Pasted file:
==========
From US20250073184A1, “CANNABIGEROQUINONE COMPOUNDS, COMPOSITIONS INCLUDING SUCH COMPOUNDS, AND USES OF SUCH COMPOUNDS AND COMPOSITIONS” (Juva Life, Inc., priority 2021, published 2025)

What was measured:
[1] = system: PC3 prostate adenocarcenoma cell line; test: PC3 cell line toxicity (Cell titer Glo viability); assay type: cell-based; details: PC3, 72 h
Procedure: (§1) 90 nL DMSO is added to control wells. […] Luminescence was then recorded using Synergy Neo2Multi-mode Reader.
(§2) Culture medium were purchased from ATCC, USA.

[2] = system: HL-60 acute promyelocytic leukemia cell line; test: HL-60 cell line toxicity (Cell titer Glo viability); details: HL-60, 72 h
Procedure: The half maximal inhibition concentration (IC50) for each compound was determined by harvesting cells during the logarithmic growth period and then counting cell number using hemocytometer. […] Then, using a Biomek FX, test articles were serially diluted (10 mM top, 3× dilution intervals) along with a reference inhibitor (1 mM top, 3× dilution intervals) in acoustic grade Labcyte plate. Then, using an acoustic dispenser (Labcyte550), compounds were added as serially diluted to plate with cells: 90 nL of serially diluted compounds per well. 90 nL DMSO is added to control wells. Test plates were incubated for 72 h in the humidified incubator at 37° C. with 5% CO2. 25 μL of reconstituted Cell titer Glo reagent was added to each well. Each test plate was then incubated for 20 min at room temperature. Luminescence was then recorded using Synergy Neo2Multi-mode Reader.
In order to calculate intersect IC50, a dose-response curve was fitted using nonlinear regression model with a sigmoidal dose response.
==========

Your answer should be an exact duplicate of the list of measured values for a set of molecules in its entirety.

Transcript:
From US20250073184A1, “CANNABIGEROQUINONE COMPOUNDS, COMPOSITIONS INCLUDING SUCH COMPOUNDS, AND USES OF SUCH COMPOUNDS AND COMPOSITIONS” (Juva Life, Inc., priority 2021, published 2025)

What was measured:
[1] = system: PC3 prostate adenocarcenoma cell line; test: PC3 cell line toxicity (Cell titer Glo viability); assay type: cell-based; details: PC3, 72 h
Procedure: (§1) 90 nL DMSO is added to control wells. […] Luminescence was then recorded using Synergy Neo2Multi-mode Reader.
(§2) Culture medium were purchased from ATCC, USA.

[2] = system: HL-60 acute promyelocytic leukemia cell line; test: HL-60 cell line toxicity (Cell titer Glo viability); details: HL-60, 72 h
Procedure: The half maximal inhibition concentration (IC50) for each compound was determined by harvesting cells during the logarithmic growth period and then counting cell number using hemocytometer. […] Then, using a Biomek FX, test articles were serially diluted (10 mM top, 3× dilution intervals) along with a reference inhibitor (1 mM top, 3× dilution intervals) in acoustic grade Labcyte plate. Then, using an acoustic dispenser (Labcyte550), compounds were added as serially diluted to plate with cells: 90 nL of serially diluted compounds per well. 90 nL DMSO is added to control wells. Test plates were incubated for 72 h in the humidified incubator at 37° C. with 5% CO2. 25 μL of reconstituted Cell titer Glo reagent was added to each well. Each test plate was then incubated for 20 min at room temperature. Luminescence was then recorded using Synergy Neo2Multi-mode Reader.
In order to calculate intersect IC50, a dose-response curve was fitted using nonlinear regression model with a sigmoidal dose response.